New kids face uncertainty

2009-04-29 13:55
Sport24 columnist Roland Schoeman (File)
Roland Schoeman

My last column spoke of the vital need for good governance in sport and, obviously, within Swimming South Africa. A specific aspect of such good governance is ensuring that there are rules, regulations and criteria in place that are transparent, known to everybody and that are consistently applied. No brain surgery there.
The SA National Swimming Championships ended on April 19. A specific purpose of the national championship was to select swimmers for the FINA World Championships to be held in Italy in July this year. The world championships - held every two years - are only eclipsed by the Olympic Games in their importance to the world of swimming. Being selected to participate at the world championships is ranked as pretty important by swimmers the world over.
While FINA (the international swimming federation) has set qualifying times per event for entry into this competition, national swimming bodies are at liberty to set their own stricter qualifying times. Swimming South Africa traditionally sets its own qualifying times at levels 'A' and 'B'.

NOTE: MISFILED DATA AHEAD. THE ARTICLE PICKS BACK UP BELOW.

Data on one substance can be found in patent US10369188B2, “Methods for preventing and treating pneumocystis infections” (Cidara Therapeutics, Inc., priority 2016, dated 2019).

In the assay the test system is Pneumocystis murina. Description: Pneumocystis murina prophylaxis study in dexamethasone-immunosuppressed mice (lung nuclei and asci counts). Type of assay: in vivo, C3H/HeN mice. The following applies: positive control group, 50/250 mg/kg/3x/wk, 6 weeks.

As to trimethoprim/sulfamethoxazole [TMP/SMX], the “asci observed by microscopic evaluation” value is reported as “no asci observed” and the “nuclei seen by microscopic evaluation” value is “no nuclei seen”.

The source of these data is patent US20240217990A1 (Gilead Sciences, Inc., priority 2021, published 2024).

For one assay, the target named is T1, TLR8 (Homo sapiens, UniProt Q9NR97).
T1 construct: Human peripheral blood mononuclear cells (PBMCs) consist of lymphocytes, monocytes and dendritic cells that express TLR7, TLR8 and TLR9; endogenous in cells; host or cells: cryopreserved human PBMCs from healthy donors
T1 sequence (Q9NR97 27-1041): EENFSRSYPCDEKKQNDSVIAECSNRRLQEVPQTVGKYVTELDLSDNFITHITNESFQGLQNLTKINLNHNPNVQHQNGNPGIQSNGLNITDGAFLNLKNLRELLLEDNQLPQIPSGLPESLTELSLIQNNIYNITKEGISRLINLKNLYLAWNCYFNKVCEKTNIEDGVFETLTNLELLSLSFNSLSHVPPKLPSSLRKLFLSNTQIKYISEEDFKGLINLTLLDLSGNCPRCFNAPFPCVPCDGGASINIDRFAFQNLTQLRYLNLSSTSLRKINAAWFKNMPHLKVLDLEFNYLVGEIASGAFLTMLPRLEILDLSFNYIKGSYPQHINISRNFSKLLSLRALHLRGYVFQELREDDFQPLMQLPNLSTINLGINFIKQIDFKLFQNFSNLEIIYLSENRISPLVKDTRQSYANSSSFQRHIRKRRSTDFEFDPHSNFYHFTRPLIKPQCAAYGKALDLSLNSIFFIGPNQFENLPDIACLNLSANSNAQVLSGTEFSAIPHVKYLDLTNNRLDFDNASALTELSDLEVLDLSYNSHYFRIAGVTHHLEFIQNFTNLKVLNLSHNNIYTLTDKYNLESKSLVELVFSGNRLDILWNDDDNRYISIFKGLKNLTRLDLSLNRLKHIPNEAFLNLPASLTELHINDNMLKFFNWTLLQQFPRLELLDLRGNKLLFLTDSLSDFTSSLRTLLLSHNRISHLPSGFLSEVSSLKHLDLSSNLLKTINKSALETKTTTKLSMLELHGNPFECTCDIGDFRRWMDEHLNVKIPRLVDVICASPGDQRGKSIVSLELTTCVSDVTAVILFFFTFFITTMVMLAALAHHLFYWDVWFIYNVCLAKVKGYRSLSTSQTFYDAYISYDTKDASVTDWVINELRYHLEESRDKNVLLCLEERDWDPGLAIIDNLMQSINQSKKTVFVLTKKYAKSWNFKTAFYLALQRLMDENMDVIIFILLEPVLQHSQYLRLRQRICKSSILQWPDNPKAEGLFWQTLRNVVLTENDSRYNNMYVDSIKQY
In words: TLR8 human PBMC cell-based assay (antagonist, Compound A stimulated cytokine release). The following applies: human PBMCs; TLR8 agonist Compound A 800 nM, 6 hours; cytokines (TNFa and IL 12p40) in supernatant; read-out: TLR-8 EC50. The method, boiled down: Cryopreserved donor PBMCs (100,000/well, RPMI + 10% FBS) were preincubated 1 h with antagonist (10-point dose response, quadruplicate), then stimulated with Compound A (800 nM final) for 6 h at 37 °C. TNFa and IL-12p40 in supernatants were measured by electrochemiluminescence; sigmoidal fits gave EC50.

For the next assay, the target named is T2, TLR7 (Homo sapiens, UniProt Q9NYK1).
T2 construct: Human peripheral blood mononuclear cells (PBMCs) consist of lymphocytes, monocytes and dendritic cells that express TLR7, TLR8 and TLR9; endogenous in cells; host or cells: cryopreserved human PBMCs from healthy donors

The SSA 'A' level times are the definitive "automatic" selection times and are pretty stringent in that it usually requires swimmers to achieve times that would put them in the top eight finishers internationally in that event.

Examples of the specific level of challenge presented by the 'A' level times are illustrated by the fact that Troyden Prinsloo set a new SA record of 7:54.99 in the 800 metres freestyle, but failed to swim the 'A' standard qualifying mark of 7:52.92 which would have allowed him to qualify for the world championship. Similarly, Leone Vorster broke Melissa Corfe’s 200 metres freestyle South African record but failed to swim a level 'A' qualifying time.
Despite the challenge, 19 swimmers qualified to participate in Italy. Gratifyingly a significant number of these were relatively new kids on the blocks - from an international competition point of departure at any rate – illustrating that there is really a solid pool of swimming talent (no pun intended) in South Africa. Names like Sebastien Rousseau, Jasper Venter, Charl van Zyl, Riaan Schoeman, Graeme Moore and Chad le Clos are set to become synonymous with national and international swimming achievement over the next few years.